Our Fitness, Aging and Stress Lab at UBC is currently actively engaged in several different laboratory and community studies. In the laboratory, we are examining the impact of different lengths and intensities of exercise on biological and psychological responses to acute stressors. We are also examining the flip side of this - how chronic and acute stress impact biological and psychological responses to acute bouts of exercise.
In our lab, we are also recruiting 10 year old children to study the associations between physical literacy and activity with social and emotional development, and biological 'omic' profiles, including metabolomic, proteomic, and microbiomic profiles.
Finally, our lab is also analyzing data from large nationally representative studies, such as Health and Retirement Study and the Midlife in The United States Study, examining longterm impacts of socioeconomic disadvantage and chronic stressors on physical activity engagement and disease.

I am open to hosting Visiting International Research Students (non-degree, up to 12 months).

Graduate Student Supervision

Master's Student Supervision (2010 - 2018)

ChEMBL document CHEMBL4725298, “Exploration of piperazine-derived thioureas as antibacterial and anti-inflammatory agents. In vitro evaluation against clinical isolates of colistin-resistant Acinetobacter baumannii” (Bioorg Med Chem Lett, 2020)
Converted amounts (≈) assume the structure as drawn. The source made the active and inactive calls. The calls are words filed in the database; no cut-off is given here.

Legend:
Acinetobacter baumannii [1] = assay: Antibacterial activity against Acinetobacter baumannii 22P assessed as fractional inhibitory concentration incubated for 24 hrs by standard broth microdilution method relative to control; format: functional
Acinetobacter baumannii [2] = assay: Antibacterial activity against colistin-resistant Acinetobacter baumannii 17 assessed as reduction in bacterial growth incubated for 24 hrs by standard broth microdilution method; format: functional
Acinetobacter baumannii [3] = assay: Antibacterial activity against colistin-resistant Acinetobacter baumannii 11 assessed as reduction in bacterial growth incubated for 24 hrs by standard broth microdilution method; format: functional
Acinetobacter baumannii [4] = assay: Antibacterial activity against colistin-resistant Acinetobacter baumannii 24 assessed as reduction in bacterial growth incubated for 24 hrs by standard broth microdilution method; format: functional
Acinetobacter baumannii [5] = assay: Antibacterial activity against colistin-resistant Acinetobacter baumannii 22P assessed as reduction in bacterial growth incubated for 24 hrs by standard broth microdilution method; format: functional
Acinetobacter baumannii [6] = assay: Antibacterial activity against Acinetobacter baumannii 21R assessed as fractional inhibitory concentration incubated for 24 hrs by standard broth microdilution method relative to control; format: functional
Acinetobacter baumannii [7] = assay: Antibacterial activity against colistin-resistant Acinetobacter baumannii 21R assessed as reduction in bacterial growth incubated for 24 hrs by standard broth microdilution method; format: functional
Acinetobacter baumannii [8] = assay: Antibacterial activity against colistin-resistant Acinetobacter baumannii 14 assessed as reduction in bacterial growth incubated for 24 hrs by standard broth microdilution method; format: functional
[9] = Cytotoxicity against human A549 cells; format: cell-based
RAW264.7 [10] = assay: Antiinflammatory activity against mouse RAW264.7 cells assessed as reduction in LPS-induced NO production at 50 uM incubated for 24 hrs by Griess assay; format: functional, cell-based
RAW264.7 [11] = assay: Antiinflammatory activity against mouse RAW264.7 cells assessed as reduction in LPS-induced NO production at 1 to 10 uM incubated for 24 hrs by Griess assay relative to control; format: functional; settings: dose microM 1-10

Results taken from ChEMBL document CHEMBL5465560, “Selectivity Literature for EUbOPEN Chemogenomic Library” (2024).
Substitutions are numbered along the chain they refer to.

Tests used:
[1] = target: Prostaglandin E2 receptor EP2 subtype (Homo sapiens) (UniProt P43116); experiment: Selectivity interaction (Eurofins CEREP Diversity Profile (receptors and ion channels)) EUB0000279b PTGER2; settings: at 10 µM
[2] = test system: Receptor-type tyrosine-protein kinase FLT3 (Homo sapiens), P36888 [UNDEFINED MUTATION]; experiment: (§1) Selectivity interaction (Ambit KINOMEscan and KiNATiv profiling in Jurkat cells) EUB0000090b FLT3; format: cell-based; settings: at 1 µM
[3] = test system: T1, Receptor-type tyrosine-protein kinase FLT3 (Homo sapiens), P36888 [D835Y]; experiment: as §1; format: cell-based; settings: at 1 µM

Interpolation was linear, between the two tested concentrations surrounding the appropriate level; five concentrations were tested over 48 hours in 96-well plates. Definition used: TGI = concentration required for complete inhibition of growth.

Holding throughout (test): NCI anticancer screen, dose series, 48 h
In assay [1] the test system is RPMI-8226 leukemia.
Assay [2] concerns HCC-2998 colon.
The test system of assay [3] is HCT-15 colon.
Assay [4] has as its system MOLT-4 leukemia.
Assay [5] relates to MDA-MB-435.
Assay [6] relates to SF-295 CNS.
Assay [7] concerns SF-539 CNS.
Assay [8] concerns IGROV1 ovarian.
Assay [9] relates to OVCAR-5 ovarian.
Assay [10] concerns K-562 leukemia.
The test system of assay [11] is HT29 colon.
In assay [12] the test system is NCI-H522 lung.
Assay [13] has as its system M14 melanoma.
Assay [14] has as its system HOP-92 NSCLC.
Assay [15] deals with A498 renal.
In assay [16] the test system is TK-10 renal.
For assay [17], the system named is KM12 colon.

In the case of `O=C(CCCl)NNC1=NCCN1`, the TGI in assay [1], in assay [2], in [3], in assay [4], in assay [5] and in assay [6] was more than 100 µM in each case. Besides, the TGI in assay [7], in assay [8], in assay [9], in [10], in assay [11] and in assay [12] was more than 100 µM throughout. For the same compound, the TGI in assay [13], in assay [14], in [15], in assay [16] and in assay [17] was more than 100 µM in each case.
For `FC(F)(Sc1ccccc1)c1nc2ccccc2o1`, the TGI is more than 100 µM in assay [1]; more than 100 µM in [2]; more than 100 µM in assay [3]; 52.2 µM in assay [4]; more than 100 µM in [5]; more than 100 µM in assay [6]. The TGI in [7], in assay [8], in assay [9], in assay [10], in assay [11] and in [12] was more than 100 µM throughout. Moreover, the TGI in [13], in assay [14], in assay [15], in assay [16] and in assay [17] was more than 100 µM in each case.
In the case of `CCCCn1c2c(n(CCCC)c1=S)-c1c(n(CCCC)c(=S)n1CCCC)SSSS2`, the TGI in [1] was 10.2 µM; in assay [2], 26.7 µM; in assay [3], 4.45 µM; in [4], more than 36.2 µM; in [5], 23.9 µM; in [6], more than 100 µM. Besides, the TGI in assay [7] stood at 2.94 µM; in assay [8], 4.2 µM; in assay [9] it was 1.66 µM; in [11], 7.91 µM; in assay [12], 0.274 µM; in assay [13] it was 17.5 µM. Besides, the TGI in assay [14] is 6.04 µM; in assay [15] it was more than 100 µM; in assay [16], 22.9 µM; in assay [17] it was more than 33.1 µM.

To what extent are movement behaviours associated with emotional well-being in grades four and five children? Results from the Optimizing Movement in Children Study (2018)

The potential mechanisms driving the optimal, healthy physical and psychological development of children have been studied extensively (Janssen et al., 2010; Milteer, Ginsburg, & Mulligan, 2012; Parfitt & Eston, 2005). Specific movement behaviours, including physical activity, sedentary time, and sleep have been studied independently to examine their influence on health outcomes. Emotional well-being, which encompasses a variety of psychological concepts including optimism, general self-concept, satisfaction with life, and sadness, is considered an important element in the healthy development of children (Guerra & Bradshaw, 2008). This study examined the extent to which four objectively-measured movement behaviours – light physical activity (LPA), moderate to vigorous physical activity (MVPA), sedentary time, and sleep – are associated with emotional well-being in a sample of grades four and five children (N = 21). This study had three objectives: 1) to examine independent associations between the four separate movement behaviours and emotional well-being, 2) to examine the relationship between one movement behaviour and emotional well-being relative to time spent in other movement behaviours using compositional analysis, and 3) to examine whether time spent in sedentary screen activities versus non-screen sedentary activities moderated the relationship between objectively-measured sedentary time and emotional well-being. For objective 1, among the independent Spearman correlations, only MVPA was significantly and positively correlated with emotional well-being (ρ = 0.77, p
View record

News Releases

This list shows a selection of news releases by UBC Media Relations over the last 5 years.



If this is your researcher profile you can log in to the Faculty & Staff portal to update your details and provide recruitment preferences.